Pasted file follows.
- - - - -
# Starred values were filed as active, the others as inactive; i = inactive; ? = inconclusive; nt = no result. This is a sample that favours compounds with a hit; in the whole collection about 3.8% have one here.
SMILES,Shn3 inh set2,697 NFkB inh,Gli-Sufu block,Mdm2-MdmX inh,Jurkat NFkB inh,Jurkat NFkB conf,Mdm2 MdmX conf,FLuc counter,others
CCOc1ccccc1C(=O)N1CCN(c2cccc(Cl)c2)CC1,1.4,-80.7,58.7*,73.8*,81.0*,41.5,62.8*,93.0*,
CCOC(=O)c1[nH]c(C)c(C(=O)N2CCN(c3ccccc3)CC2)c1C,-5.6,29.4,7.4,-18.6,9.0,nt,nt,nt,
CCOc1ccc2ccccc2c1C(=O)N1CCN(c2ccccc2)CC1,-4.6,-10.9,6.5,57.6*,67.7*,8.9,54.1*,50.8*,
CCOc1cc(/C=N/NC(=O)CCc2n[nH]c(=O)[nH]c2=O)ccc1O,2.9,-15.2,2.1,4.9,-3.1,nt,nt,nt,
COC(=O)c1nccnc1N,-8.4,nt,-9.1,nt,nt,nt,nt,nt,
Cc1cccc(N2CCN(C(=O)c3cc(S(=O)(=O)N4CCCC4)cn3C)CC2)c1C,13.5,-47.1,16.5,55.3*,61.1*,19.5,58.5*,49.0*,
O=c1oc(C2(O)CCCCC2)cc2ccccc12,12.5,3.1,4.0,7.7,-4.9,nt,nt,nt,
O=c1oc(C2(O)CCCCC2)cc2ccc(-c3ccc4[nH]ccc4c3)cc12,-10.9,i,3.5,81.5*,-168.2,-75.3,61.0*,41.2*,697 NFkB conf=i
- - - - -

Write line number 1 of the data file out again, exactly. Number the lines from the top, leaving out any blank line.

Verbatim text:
# Starred values were filed as active, the others as inactive; i = inactive; ? = inconclusive; nt = no result. This is a sample that favours compounds with a hit; in the whole collection about 3.8% have one here.